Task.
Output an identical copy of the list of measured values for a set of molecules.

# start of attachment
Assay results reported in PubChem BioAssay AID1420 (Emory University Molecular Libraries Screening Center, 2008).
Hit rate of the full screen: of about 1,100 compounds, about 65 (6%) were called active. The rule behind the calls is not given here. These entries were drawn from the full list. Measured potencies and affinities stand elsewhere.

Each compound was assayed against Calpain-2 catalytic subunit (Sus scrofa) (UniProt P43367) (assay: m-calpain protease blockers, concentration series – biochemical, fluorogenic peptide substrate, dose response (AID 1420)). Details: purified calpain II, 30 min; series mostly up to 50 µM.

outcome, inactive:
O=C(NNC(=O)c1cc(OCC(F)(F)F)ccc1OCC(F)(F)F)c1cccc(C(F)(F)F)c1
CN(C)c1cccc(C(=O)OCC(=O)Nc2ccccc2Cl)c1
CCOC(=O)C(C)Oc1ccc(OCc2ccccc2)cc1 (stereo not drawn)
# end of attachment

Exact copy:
Assay results reported in PubChem BioAssay AID1420 (Emory University Molecular Libraries Screening Center, 2008).
Hit rate of the full screen: of about 1,100 compounds, about 65 (6%) were called active. The rule behind the calls is not given here. These entries were drawn from the full list. Measured potencies and affinities stand elsewhere.

Each compound was assayed against Calpain-2 catalytic subunit (Sus scrofa) (UniProt P43367) (assay: m-calpain protease blockers, concentration series – biochemical, fluorogenic peptide substrate, dose response (AID 1420)). Details: purified calpain II, 30 min; series mostly up to 50 µM.

outcome, inactive:
O=C(NNC(=O)c1cc(OCC(F)(F)F)ccc1OCC(F)(F)F)c1cccc(C(F)(F)F)c1
CN(C)c1cccc(C(=O)OCC(=O)Nc2ccccc2Cl)c1
CCOC(=O)C(C)Oc1ccc(OCc2ccccc2)cc1 (stereo not drawn)